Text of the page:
UncategorizedNarrativity Types

Narrativity Types

philosophybites.jpgI ordered a book on Hegel’s dialectic and yesterday I read some philosophy online. That’s a bad sign. I am probably getting depressed. But the news of the world drives me nuts, and I can’t read fiction anymore. So it’s best to concentrate on something utterly irrelevant, like philosophy. Though I do have trouble concentrating, or maybe that’s the point. If you are going to read philosophy at all you have to concentrate because it is so damn irrelevant.

In any case—I don’t know how–but I ran across an article by Galen Strawson called “Against Narrativity.”

He argues there are roughly two types of self experience as follows:

The basic form of Diachronic self-experience is that [D] one naturally figures oneself, considered as a self, as something that was there in the (further) past and will be there in the (further) future – something that has relatively long-term diachronic continuity, something that persists over a long stretch of time, perhaps for life. I take it that many people are naturally Diachronic, and that many who are Diachronic are also Narrative in their outlook on life.

If one is Episodic, by contrast, [E] one does not figure oneself, considered as a self, as something that was there in the (further) past and will be there in the (further) future.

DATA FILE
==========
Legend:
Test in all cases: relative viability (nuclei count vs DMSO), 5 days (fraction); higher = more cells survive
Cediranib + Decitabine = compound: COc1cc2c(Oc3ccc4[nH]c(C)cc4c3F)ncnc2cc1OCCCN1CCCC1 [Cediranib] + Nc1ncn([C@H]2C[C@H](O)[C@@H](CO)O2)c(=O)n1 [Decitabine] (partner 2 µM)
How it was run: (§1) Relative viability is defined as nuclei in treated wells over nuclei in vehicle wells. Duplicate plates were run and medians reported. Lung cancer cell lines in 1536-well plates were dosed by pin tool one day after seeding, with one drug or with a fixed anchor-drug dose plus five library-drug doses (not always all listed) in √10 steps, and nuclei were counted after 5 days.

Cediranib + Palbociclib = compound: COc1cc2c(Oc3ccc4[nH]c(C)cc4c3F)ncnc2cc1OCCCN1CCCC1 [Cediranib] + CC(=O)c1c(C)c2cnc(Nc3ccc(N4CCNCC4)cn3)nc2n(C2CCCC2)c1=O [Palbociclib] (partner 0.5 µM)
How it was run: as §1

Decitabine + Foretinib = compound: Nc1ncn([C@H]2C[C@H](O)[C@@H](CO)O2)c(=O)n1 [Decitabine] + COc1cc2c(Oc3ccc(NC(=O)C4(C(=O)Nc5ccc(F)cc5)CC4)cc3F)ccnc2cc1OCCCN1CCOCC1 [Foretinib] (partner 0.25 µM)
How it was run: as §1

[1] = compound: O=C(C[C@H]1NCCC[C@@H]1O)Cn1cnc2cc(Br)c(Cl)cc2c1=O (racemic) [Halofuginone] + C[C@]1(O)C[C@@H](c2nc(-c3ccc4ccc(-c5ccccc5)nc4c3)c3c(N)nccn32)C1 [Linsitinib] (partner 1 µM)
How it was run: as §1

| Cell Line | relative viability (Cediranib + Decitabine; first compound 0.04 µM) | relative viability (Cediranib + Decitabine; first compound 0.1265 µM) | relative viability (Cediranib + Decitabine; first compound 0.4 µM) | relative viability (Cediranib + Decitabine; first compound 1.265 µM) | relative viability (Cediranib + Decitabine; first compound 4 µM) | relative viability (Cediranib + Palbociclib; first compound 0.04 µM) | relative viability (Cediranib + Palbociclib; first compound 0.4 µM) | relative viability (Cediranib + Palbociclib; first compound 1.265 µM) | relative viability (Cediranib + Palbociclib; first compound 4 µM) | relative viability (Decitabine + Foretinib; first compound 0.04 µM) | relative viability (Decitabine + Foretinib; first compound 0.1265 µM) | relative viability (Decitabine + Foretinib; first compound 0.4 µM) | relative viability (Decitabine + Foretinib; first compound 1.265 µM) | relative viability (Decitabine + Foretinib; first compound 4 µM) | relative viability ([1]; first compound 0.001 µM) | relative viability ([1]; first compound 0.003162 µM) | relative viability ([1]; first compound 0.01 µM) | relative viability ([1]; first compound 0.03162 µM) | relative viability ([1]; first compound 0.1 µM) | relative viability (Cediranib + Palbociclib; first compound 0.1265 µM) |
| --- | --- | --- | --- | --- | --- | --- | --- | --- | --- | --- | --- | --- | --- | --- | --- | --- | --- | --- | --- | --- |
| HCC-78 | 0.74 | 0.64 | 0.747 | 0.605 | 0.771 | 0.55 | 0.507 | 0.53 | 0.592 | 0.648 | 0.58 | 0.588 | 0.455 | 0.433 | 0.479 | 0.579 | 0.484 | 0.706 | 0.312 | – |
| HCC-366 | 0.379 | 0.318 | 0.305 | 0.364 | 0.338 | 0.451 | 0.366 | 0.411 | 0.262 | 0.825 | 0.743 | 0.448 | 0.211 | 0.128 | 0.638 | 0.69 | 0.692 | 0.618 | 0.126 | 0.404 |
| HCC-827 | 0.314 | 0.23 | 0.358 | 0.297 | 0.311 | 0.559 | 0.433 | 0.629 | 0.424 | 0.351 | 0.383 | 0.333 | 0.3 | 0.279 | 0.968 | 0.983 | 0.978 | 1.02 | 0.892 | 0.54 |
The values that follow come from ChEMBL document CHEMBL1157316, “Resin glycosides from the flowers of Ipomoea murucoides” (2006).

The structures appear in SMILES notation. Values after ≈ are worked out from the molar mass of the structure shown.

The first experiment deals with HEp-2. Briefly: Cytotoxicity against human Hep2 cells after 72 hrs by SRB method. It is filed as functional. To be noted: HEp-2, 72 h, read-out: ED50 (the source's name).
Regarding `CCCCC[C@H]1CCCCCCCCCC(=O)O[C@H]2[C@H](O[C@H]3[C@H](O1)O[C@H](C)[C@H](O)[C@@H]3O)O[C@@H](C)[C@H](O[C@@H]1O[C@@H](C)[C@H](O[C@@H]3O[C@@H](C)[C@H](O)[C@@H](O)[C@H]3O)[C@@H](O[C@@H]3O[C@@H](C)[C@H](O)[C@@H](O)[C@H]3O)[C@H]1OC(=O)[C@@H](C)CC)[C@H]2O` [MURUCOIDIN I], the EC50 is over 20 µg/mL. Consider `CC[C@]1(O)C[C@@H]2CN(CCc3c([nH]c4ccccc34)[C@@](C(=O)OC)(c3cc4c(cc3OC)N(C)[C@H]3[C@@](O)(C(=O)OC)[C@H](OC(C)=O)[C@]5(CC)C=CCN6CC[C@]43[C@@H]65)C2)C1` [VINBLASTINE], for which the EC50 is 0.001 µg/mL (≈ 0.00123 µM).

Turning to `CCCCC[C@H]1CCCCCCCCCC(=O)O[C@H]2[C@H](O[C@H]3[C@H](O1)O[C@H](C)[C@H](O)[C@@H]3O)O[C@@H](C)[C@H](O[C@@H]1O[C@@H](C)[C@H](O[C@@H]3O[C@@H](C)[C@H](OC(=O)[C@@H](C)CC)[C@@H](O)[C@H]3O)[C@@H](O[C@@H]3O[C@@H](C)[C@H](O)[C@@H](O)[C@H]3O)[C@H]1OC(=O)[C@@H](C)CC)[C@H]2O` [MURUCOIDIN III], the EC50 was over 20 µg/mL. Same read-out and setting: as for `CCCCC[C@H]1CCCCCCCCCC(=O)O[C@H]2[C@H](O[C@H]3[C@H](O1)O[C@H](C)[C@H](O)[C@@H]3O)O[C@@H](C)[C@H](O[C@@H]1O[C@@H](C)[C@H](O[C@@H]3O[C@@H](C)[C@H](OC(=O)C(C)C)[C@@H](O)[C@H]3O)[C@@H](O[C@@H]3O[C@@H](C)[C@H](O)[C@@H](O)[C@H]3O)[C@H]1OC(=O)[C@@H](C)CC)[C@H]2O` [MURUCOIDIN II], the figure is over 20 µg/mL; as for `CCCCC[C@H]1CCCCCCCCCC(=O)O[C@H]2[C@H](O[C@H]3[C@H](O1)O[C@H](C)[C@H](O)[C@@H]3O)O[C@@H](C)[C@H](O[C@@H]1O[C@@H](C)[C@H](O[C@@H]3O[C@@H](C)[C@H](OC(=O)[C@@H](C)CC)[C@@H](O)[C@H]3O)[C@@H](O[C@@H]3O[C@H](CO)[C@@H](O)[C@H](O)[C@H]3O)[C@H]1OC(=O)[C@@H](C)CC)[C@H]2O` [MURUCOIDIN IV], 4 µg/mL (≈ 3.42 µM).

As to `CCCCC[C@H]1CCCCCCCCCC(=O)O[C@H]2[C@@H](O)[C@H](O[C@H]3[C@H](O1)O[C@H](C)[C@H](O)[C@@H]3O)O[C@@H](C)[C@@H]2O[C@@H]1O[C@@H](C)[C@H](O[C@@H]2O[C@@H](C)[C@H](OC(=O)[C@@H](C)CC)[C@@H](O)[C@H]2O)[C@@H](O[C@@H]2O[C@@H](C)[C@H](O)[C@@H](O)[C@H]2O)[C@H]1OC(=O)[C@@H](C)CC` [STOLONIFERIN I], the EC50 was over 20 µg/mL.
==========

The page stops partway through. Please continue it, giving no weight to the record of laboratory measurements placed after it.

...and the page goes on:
Strawson suggests that the second form of self-experience has come to be overlooked with the recent fashionable emphasis upon self experience as narrative, and further that some have come to feel the experience of self as narrative is morally superior to that of the episodic. Or: one ought to be Diachronic and seeking to weave a narrative from one’s experience. The episodic type, with little sense of self as related to either past or future, appears, how to say, ethically immoral.

Interestingly, he describes this type as “happy go lucky” and goes further to suggest being “happy go lucky” does not indicate a moral deficit but is probably the expression of genetics and early childhood experience.

Strawson says he experiences himself as more like the episodic. And this poses a problem for me. I just don’t think of philosophers as particularly happy go lucky. Though it’s not impossible I suppose to be a happy go lucky philosopher.

I found reading Strawson a bit irritating. As a teacher, I have long subscribed to the notion of the bildun, of the development of self through time, and to have that I think one must feel that one existed in the past and will in the future (at least for a while). And I would suggest that having an episodic sense of self-experience does not necessarily make one happy to lucky. One can be damned depressed and have no sense of future or past selves.

In the course of kicking around Strawson, I came across a nice site called “Philosophy Bites” that features pod casts of living “philosophers” on their areas of specialization. If one wishes one can hear Strawson giving the basic outlines of his argument.

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